How to avoid losing money on stocks? In this article, we answer that question.
Investing in stocks can be a great way to generate passive income and build wealth, but it comes with its own risks. To avoid losses when investing in stocks, investors need to do their research and watch for certain red flags that may indicate a stock is not a good investment.
What are the Best ASX Stocks to invest in right now?
Check our buy/sell tips on the top Stocks in ASX
How to avoid losing money on stocks? Here are 3 reliable ways
1. Do your research
First, investors should look for companies with consistent earnings growth. Companies that show a pattern of increasing profits over time are more likely to produce higher returns than those with stagnant or declining revenues. This is particularly true if they can still increase profits in difficult economic times, or at least avoid declining profits to the extent of its peers.
Additionally, investors should keep an eye on the company’s debt load. Companies that carry too much debt or take out more loans to finance operations can be risky investments as they may struggle to service their debts while still generating profits for shareholders.
It is also important for investors to review stock valuations before making any purchases. Many times stocks will be trading at prices greater than their fair value, making them poor investments.
Fundamental analysis can help identify overvalued stocks by comparing financial ratios such as the price-to-earnings ratio, dividend yield, and return on equity (ROE).
Technical analysis, looking at metrics such as the RCI or the MACD can help too.
Investors should track market sentiment when considering potential investments and thereafter. If there is widespread pessimism about a particular stock this could signal that the company is facing difficulty and does not make for a good long-term investment option.
It was once said that if a job has been done correctly when stock picking, the time to sell is never. Unfortunately, this is the case with truly few companies, even behemoths like CSL (ASX:CSL) aren’t immune to fluctuations.
There’s nothing wrong with selling out of a company if your thesis has changed, although it is obviously better to do so when you’re still sitting on a profit. But there is a difference between a situation when a company is facing short-term issues that’ll resolve themselves and one where the company’s long-term viability is under threat.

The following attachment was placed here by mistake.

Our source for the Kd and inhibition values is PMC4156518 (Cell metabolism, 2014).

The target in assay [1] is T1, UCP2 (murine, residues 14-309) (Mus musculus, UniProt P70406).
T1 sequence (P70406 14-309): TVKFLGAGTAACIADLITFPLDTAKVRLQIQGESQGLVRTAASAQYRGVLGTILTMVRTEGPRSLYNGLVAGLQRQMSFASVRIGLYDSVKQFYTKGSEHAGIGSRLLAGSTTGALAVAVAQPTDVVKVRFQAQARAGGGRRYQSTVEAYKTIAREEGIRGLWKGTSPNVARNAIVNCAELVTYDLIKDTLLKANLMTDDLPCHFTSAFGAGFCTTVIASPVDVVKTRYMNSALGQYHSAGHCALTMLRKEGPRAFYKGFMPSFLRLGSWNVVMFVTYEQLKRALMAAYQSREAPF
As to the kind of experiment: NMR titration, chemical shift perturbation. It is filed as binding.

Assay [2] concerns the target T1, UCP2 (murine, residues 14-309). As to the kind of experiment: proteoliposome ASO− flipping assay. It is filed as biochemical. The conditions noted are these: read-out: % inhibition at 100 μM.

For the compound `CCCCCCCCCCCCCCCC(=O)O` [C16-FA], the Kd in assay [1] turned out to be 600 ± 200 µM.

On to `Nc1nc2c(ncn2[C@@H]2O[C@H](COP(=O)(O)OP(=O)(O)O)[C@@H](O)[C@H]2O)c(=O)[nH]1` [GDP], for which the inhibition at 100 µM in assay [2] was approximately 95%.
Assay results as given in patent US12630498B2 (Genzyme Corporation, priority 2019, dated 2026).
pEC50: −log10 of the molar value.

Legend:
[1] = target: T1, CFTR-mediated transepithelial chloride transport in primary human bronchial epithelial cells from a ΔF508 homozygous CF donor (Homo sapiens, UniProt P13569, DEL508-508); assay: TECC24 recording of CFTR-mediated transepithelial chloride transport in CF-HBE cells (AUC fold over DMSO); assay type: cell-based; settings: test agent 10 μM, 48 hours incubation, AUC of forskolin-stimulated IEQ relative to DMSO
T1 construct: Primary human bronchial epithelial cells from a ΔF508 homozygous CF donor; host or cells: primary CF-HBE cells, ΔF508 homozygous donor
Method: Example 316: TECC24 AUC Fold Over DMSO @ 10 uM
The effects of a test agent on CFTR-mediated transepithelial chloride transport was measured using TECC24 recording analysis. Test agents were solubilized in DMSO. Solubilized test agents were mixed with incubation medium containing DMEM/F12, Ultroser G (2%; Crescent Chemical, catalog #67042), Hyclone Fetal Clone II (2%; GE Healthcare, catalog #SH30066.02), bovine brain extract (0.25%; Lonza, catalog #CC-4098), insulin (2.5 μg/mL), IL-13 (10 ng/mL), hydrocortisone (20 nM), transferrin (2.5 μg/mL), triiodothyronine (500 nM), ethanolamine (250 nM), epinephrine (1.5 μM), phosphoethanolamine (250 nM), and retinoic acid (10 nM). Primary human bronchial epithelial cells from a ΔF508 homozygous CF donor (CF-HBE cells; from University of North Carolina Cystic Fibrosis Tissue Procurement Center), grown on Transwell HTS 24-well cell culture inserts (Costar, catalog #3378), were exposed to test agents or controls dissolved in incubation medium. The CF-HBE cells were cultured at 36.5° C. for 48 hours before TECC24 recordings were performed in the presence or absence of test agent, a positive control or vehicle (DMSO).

3. Stop loss
A stop loss is one of the best ways for investors to minimise losses on any investment. It is a pre-determined price at which investors will sell out of a company at a loss.
A stop loss is a predetermined price level that triggers a sale if the price of the asset drops below that level.
Many brokers enable investors to set a stop loss and automatically sell if a stock reaches that price. They will offer this for most exchanges, whether the relevant security is listed on ASX, the NASDAQ, or another international market.
When faced with a losing trade, traders usually feel pressure to minimize their losses by waiting until the market turns around so they can break even.
However, this strategy can result in further losses if prices continue to fall.
A stop-loss order takes this emotional decision-making component out of the equation by automatically triggering a sale when prices reach a certain point, helping investors cut their losses before further damage occurs.
Losses may be unavoidable, but you can reduce the risk of them happening
By doing some research ahead of time and taking into account these red flags, investors can reduce their risk of losses when investing in stocks and increase their chances of generating profitable returns.
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